Rami, I know these questions are just stream of conscious wonderings, but I sense they come from a place of fear. Why would you ever have to subsume yourself to a group, etc.? Wouldn't unity be more freeing; less strangle holding what we suppose, more spacious mindedly letting go?
Greetings! First, let me express my deep gratitude to you; I enjoy your wide-ranging works and reflections so so much, and am always moved to think deeper and further, whether in harmonious lines or dissonant ones (the latter often being the most exciting). I am very nourished by your community of fellow travellers and feel myself to be one, and so thought I might join the conversation.
So I'll jump in! I locate myself as someone deeply concerned about all matters interfaith, which I wrestle with sometimes perhaps too much. I passionately feel that our future as a species within our earth community--and the future of all species--is dependent in large part on how we learn to live together across our narrative, symbolic, and ritual differences; and these differences move so deep. We may be one human family, but our root metaphors divide along potent boundaries, and are filled with potency. I take a stand on the potency for peace and, to quote Martin Luther King Jr., beloved community.
Two initial responses: I find this comment compelling: "Perhaps the effort should be on trans-faith, ala Krishnamurti, and even Ramana Maharshi and Nisargadata Maharaj."
And I find this comment disturbing: "First of all Christianity is all about "me" and "my" salvation." I would love to hear more about your reflections on this. What I perceive is that this is an example of "bad Christianity" and there are vast diversities of Christianities (as there are of any faith tradition). Quick references of examples to the contrary include process and ecological theologies...and the brave and other-oriented individuals living and serving from these matrices...
First, let me say how much I have enjoyed your books and other writings, and this blog. I really like your new title “Beyond Religion”.
You asked, “Is there a way to admit, honor, and use one’s historical identity without abandoning universalism or watering down that identity?”
For me, as an interfaith minister, my understanding of interfaith dialog is rooted in the motto of the The Seminary: "Never instead of, always in addition to . . ."
Geoffrey Parinder, in his book, "World Religions: From Ancient History to the Present" said "To study different religions need not imply infidelity to one's own faith, but rather it may be enlarged by seeing how other people have sought for reality and have been enriched by their search."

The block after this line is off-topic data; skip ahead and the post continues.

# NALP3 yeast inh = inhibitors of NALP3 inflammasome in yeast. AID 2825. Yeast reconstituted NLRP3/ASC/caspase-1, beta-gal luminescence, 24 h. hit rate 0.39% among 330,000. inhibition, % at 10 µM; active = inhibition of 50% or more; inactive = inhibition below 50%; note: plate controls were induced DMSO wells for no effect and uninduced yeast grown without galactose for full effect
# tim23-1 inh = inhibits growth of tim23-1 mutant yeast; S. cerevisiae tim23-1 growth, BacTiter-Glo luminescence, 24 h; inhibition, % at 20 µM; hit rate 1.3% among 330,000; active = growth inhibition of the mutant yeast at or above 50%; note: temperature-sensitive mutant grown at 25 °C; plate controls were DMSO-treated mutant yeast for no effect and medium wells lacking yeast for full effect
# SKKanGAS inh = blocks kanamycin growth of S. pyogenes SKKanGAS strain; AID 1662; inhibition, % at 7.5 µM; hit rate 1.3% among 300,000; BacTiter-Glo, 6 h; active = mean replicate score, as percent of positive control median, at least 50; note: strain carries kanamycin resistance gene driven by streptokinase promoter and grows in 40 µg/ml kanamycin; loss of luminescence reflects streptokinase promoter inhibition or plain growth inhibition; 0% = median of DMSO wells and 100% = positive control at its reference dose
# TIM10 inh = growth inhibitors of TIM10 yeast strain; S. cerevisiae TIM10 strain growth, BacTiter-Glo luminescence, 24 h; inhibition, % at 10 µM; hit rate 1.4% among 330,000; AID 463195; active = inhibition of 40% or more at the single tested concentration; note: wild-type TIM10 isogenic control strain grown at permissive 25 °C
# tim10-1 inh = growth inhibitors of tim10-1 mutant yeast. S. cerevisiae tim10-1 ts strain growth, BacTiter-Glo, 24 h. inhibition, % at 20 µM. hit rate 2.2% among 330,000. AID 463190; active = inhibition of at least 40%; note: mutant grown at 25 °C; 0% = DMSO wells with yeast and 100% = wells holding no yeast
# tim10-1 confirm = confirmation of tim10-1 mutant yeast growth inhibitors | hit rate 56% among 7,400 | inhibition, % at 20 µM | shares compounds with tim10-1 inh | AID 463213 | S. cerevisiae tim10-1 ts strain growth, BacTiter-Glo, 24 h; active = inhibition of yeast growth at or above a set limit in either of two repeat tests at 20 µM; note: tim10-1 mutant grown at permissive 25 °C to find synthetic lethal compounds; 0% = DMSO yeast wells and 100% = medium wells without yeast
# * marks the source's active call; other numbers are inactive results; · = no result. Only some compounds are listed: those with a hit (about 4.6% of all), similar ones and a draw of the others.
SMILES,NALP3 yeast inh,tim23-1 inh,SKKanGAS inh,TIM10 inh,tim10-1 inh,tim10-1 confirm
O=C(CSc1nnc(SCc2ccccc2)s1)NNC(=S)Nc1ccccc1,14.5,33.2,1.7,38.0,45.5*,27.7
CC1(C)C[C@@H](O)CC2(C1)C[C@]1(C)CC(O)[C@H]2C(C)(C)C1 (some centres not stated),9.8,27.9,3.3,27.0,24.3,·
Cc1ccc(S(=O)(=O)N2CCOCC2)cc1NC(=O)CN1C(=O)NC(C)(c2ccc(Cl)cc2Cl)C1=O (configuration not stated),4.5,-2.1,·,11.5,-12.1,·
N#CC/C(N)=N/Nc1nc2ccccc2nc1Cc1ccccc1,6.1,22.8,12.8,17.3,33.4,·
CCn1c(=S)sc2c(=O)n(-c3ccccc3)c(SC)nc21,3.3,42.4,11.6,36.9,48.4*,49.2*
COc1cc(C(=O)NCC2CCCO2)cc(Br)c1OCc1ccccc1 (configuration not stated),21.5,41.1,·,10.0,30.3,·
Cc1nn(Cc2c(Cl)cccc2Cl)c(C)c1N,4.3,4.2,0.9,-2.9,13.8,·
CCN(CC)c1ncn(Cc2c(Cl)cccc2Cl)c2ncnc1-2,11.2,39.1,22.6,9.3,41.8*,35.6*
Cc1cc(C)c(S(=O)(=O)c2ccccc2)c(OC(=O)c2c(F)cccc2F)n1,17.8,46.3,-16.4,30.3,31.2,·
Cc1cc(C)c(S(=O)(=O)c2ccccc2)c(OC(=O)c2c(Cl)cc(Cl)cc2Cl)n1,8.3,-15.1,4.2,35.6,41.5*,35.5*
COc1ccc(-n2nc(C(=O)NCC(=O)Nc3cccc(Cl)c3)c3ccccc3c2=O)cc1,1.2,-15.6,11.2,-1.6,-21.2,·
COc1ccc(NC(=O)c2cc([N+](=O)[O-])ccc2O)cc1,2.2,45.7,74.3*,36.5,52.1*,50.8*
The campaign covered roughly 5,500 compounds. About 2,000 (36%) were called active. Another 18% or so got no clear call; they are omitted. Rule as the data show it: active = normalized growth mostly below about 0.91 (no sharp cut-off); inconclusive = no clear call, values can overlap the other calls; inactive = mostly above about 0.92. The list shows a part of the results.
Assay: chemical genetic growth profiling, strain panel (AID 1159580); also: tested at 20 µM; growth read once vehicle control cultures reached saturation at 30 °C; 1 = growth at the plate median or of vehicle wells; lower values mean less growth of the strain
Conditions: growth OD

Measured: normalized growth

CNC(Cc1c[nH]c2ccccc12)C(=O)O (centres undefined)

Interfaith dialog should never be about taking away – it is not about creating a new tradition or merging together into one common path. But rather, it is about adding another layer – the sharing of our understandings and our experiences so that we all may learn from each other, to grow in our own faith, and perhaps find it a little easier to travel our own path.
There is absolutely nothing more intensely personal than our connection with God, and each of our understandings of God is unique, because our experience of God is unique. Interfaith dialog should be about creating a safe space where people from all religions can reach out across their differences in understanding and communication, honoring the sacredness and uniqueness of each faith, while sharing and encouraging others to share their experience of God - so that together, we can learn and grow, and together seek the answers.
"Out beyond ideas of right and wrong, there is a field. I'll meet you there.” --Rumi
Rami, I have to say I'm really shocked at your words... and one word in particular: Calling the important interfaith work of your "friend" disingenuous is unfair at best and seems tainted with your own issues.
You don't like the Amigos' ability to interpret their own faiths, and focus on the core teachings they each believe are most important. Do you truly believe that the exclusive and separating teachings of religion are those that must command our primary attention?
The Amigos focus on "oneness" and universal truths. As Ted has pointed out, institutions (including religions) have egos that need defending, just like people. I believe that iIn interfaith discussions, it's helpful to recognize that, but look beyond (or deeper), toward the essentials of the faith.
Do you truly believe that your method of "negating the core of our respective faiths" is somehow more honest?
If listening to the Amigos or reading their work makes you uncomfortable, might it instead be the case that it's pushing buttons that you're not comfortable with in your self?
As for whether or not the discussion includes Hinduism and and a myriad other faiths, I think they would be the first to welcome discussions. But don't we have to start somewhere? Why complain when friends of three faiths make a start at a conversation that, of course, will expand over time?